Does Drinking A Lot Of Water Really Give You Better Skin?

There's good news (for your bladder) and bad news (for your skin).
Sure, you need to drink water to be healthy. But good skin care will do more to keep you moisturized.
Daniel A Lloyd via Getty Images
Sure, you need to drink water to be healthy. But good skin care will do more to keep you moisturized.

Celebrities used to get away with claiming the secret to their red-carpet-ready skin was simply drinking a lot of water. Now we know there’s way more happening behind the scenes that helps A-listers have flawless skin, but it’s also true that drinking water ― and drinking enough of it ― is necessary to stay healthy.

But how much water is enough? And can the right amount do anything to visibly improve the appearance of your skin?

Hydration can do more for your overall health than for your skin health.

Hydrated skin appears smoother and more supple, but it’s also important for more than just looking nice.

“When skin isn’t properly hydrated over longer periods of time, it can also accelerate the aging process,” said Whitney Bowe, a board-certified dermatologist based in New York. “When our skin is chronically dry, it leads to subclinical inflammation, which means that microscopic signals are shared throughout the skin’s layers, causing your skin to age more rapidly and to become more susceptible to allergens and irritants in your environment.”

This can also lead to a compromised skin barrier, the outermost layer of skin that acts like an armor of sorts for our body. When the barrier is compromised, water evaporates off the skin more easily, which dehydrates it.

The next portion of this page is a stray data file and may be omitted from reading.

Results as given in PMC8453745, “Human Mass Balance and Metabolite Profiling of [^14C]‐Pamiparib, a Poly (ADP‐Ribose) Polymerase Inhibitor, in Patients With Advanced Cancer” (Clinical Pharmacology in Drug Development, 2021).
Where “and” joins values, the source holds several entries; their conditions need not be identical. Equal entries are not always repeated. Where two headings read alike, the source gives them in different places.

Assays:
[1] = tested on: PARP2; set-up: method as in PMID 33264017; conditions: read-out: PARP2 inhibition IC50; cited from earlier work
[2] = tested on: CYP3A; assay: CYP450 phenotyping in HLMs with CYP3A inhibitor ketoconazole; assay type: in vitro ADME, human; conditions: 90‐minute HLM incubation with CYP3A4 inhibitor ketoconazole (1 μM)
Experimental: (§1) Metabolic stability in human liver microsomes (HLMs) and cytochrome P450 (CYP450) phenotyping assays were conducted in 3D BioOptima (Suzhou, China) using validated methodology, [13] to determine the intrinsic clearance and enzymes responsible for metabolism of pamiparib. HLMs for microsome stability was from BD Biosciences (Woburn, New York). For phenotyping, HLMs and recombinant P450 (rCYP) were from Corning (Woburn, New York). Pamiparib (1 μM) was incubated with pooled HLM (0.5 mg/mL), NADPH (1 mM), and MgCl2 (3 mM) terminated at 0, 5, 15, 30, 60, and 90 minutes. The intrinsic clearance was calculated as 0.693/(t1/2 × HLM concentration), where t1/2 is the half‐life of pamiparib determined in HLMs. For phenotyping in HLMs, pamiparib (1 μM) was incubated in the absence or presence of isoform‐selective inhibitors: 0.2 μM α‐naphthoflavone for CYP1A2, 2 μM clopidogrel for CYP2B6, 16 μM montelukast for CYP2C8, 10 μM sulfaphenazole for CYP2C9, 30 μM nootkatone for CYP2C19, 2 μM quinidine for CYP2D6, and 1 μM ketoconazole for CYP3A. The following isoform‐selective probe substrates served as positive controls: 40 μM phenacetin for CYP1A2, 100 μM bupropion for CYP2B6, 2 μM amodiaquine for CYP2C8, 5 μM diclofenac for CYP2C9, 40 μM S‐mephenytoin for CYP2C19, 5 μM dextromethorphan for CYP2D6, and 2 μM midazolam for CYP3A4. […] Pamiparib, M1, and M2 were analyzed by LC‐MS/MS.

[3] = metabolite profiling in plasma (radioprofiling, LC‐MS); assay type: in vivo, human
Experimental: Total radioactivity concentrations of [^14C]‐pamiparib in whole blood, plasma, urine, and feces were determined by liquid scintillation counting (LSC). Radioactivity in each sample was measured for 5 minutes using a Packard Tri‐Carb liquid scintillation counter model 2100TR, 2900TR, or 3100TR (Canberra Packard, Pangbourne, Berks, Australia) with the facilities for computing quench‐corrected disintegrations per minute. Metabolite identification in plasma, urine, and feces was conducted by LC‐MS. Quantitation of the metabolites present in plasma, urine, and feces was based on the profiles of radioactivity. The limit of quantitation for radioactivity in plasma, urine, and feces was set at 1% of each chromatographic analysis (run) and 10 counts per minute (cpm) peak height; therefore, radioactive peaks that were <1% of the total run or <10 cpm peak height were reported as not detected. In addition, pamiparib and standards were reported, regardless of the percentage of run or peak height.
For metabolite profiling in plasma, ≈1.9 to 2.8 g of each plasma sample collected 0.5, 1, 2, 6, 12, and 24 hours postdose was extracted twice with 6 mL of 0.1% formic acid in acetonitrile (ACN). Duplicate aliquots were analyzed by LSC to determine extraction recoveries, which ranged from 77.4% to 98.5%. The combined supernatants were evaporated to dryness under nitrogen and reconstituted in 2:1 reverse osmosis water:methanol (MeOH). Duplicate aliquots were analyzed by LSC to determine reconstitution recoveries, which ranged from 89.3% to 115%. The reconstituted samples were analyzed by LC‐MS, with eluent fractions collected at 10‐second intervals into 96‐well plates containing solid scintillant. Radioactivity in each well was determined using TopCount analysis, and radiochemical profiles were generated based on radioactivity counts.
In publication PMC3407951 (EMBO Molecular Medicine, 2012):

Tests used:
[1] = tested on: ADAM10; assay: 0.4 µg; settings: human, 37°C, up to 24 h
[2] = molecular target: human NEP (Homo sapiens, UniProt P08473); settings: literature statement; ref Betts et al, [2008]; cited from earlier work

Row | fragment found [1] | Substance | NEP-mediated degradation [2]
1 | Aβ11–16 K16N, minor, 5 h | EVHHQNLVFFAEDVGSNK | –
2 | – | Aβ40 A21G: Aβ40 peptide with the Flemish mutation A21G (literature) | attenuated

So what does drinking water have to do with our skin? Bowe said that staying hydrated is an “inside out, outside in” job, meaning that what we ingest and what we apply to the skin are both critical for skin health and hydration.

A few studies have taken a closer look at exactly what drinking water does for the skin, but they’ve been underwhelming ― both in their methods and their results. For example, one small study showed that increased water intake did make a small difference in superficial and deep skin hydration. However, it was most noticeable in people who started with less daily water consumption in the first place. “This study suggests that most people probably would benefit from drinking more water in terms of their skin health,” Bowe said.

“Dehydrated skin is mostly superficial and is not affected by internal water content. Not to say drinking water is not important, but keeping skin hydrated relies more on skin care.”

- Dr. Jenny Liu, dermatologist

Other research shows similar benefits, but again, we’re talking about a smaller analysis that hasn’t been through peer review. “Clinical signs of dryness and roughness were improved, and even skin elasticity increased slightly with added water consumption,” Bowe said. “However, drinking more water didn’t seem to improve something called transepidermal water loss, which is an important measure of skin barrier function.”

While the body’s hydration level may have some effect on the skin, it may not be enough to make any noticeable difference outside of a carefully measured lab. A line from that last study might sum it up best: “Although we wish we could demolish all of the urban myths found on the Internet regarding the benefits of supplemental water ingestion, we concede there is also no clear evidence of lack of benefit.”

That’s not to say that water isn’t important to your skin, and even more so to your overall health. But it shouldn’t be your first resort when it comes to hydrated skin.